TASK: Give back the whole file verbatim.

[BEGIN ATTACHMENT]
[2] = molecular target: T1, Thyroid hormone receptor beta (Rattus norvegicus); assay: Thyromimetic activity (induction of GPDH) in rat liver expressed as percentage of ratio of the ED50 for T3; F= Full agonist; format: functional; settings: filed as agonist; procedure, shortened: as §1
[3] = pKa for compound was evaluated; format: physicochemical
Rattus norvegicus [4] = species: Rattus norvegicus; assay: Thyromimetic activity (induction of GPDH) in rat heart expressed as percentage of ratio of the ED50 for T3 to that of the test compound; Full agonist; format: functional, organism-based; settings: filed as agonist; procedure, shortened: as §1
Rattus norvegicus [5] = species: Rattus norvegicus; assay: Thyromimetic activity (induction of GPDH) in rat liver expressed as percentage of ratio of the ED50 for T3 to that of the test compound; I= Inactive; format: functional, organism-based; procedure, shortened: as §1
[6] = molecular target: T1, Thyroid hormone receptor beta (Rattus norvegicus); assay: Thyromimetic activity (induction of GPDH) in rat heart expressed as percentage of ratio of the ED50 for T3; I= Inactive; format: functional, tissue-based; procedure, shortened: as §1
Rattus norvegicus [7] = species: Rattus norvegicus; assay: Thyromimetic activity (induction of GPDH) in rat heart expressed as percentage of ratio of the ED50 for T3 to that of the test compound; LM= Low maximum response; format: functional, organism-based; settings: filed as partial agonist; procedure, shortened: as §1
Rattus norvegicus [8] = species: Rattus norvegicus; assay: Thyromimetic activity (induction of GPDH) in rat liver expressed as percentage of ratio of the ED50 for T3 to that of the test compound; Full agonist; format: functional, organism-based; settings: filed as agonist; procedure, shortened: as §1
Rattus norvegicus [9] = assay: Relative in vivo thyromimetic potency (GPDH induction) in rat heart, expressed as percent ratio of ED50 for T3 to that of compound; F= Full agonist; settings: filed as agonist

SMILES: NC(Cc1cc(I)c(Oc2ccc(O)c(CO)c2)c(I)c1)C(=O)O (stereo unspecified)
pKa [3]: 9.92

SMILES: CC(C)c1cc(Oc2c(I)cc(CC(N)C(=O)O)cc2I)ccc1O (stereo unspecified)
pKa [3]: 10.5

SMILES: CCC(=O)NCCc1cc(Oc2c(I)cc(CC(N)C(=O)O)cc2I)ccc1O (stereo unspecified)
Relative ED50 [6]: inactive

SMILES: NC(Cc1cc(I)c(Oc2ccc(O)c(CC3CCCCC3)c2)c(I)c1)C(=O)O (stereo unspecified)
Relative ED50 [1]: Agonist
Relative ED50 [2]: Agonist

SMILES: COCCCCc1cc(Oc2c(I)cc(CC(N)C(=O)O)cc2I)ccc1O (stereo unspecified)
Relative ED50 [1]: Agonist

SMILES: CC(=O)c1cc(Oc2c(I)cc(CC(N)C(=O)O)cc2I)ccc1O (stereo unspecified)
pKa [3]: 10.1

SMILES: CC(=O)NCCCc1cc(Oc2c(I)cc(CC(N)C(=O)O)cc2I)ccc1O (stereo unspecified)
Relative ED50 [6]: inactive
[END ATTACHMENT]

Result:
[2] = molecular target: T1, Thyroid hormone receptor beta (Rattus norvegicus); assay: Thyromimetic activity (induction of GPDH) in rat liver expressed as percentage of ratio of the ED50 for T3; F= Full agonist; format: functional; settings: filed as agonist; procedure, shortened: as §1
[3] = pKa for compound was evaluated; format: physicochemical
Rattus norvegicus [4] = species: Rattus norvegicus; assay: Thyromimetic activity (induction of GPDH) in rat heart expressed as percentage of ratio of the ED50 for T3 to that of the test compound; Full agonist; format: functional, organism-based; settings: filed as agonist; procedure, shortened: as §1
Rattus norvegicus [5] = species: Rattus norvegicus; assay: Thyromimetic activity (induction of GPDH) in rat liver expressed as percentage of ratio of the ED50 for T3 to that of the test compound; I= Inactive; format: functional, organism-based; procedure, shortened: as §1
[6] = molecular target: T1, Thyroid hormone receptor beta (Rattus norvegicus); assay: Thyromimetic activity (induction of GPDH) in rat heart expressed as percentage of ratio of the ED50 for T3; I= Inactive; format: functional, tissue-based; procedure, shortened: as §1
Rattus norvegicus [7] = species: Rattus norvegicus; assay: Thyromimetic activity (induction of GPDH) in rat heart expressed as percentage of ratio of the ED50 for T3 to that of the test compound; LM= Low maximum response; format: functional, organism-based; settings: filed as partial agonist; procedure, shortened: as §1
Rattus norvegicus [8] = species: Rattus norvegicus; assay: Thyromimetic activity (induction of GPDH) in rat liver expressed as percentage of ratio of the ED50 for T3 to that of the test compound; Full agonist; format: functional, organism-based; settings: filed as agonist; procedure, shortened: as §1
Rattus norvegicus [9] = assay: Relative in vivo thyromimetic potency (GPDH induction) in rat heart, expressed as percent ratio of ED50 for T3 to that of compound; F= Full agonist; settings: filed as agonist

SMILES: NC(Cc1cc(I)c(Oc2ccc(O)c(CO)c2)c(I)c1)C(=O)O (stereo unspecified)
pKa [3]: 9.92

SMILES: CC(C)c1cc(Oc2c(I)cc(CC(N)C(=O)O)cc2I)ccc1O (stereo unspecified)
pKa [3]: 10.5

SMILES: CCC(=O)NCCc1cc(Oc2c(I)cc(CC(N)C(=O)O)cc2I)ccc1O (stereo unspecified)
Relative ED50 [6]: inactive

SMILES: NC(Cc1cc(I)c(Oc2ccc(O)c(CC3CCCCC3)c2)c(I)c1)C(=O)O (stereo unspecified)
Relative ED50 [1]: Agonist
Relative ED50 [2]: Agonist

SMILES: COCCCCc1cc(Oc2c(I)cc(CC(N)C(=O)O)cc2I)ccc1O (stereo unspecified)
Relative ED50 [1]: Agonist

SMILES: CC(=O)c1cc(Oc2c(I)cc(CC(N)C(=O)O)cc2I)ccc1O (stereo unspecified)
pKa [3]: 10.1

SMILES: CC(=O)NCCCc1cc(Oc2c(I)cc(CC(N)C(=O)O)cc2I)ccc1O (stereo unspecified)
Relative ED50 [6]: inactive